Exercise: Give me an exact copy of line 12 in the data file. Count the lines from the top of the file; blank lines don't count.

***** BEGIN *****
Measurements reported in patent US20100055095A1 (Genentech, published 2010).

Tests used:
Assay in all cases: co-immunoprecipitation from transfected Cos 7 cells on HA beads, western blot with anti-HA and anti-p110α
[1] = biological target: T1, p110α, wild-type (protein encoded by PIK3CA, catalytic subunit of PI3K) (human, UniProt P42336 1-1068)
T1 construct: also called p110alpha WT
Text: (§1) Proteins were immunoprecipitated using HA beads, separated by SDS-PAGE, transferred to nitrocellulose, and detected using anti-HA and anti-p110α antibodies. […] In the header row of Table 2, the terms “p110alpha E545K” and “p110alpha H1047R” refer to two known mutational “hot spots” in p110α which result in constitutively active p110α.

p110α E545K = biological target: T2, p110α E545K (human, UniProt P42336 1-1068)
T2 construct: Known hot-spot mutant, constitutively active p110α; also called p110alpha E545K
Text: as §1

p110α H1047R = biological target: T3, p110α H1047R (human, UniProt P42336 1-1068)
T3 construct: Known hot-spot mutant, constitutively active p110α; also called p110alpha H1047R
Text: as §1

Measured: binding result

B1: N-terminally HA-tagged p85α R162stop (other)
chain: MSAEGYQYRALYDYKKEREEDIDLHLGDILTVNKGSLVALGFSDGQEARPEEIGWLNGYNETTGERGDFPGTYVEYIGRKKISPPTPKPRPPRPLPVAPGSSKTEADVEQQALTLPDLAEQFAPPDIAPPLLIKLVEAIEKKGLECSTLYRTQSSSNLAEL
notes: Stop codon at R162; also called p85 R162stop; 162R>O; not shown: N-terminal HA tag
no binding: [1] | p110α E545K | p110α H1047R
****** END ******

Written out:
Text: as §1